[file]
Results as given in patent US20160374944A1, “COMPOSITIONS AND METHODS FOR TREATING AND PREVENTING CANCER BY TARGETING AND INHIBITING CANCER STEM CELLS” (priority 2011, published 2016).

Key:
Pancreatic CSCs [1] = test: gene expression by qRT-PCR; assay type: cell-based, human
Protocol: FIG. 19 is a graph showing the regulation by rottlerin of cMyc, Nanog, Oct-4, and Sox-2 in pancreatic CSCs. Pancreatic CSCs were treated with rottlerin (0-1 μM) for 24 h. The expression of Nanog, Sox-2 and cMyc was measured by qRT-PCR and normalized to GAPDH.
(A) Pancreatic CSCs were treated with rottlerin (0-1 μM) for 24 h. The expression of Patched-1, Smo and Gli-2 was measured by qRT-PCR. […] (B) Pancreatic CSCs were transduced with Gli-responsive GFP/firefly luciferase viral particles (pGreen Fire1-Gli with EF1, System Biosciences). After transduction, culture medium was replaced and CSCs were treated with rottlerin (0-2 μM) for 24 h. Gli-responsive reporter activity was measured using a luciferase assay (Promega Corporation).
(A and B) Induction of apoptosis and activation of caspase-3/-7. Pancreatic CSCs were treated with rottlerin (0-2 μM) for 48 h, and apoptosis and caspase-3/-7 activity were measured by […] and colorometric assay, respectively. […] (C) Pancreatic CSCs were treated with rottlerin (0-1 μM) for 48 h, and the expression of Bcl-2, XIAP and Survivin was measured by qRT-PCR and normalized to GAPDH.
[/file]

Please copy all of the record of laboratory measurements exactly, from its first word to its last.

Results as given in patent US20160374944A1, “COMPOSITIONS AND METHODS FOR TREATING AND PREVENTING CANCER BY TARGETING AND INHIBITING CANCER STEM CELLS” (priority 2011, published 2016).

Key:
Pancreatic CSCs [1] = test: gene expression by qRT-PCR; assay type: cell-based, human
Protocol: FIG. 19 is a graph showing the regulation by rottlerin of cMyc, Nanog, Oct-4, and Sox-2 in pancreatic CSCs. Pancreatic CSCs were treated with rottlerin (0-1 μM) for 24 h. The expression of Nanog, Sox-2 and cMyc was measured by qRT-PCR and normalized to GAPDH.
(A) Pancreatic CSCs were treated with rottlerin (0-1 μM) for 24 h. The expression of Patched-1, Smo and Gli-2 was measured by qRT-PCR. […] (B) Pancreatic CSCs were transduced with Gli-responsive GFP/firefly luciferase viral particles (pGreen Fire1-Gli with EF1, System Biosciences). After transduction, culture medium was replaced and CSCs were treated with rottlerin (0-2 μM) for 24 h. Gli-responsive reporter activity was measured using a luciferase assay (Promega Corporation).
(A and B) Induction of apoptosis and activation of caspase-3/-7. Pancreatic CSCs were treated with rottlerin (0-2 μM) for 48 h, and apoptosis and caspase-3/-7 activity were measured by […] and colorometric assay, respectively. […] (C) Pancreatic CSCs were treated with rottlerin (0-1 μM) for 48 h, and the expression of Bcl-2, XIAP and Survivin was measured by qRT-PCR and normalized to GAPDH.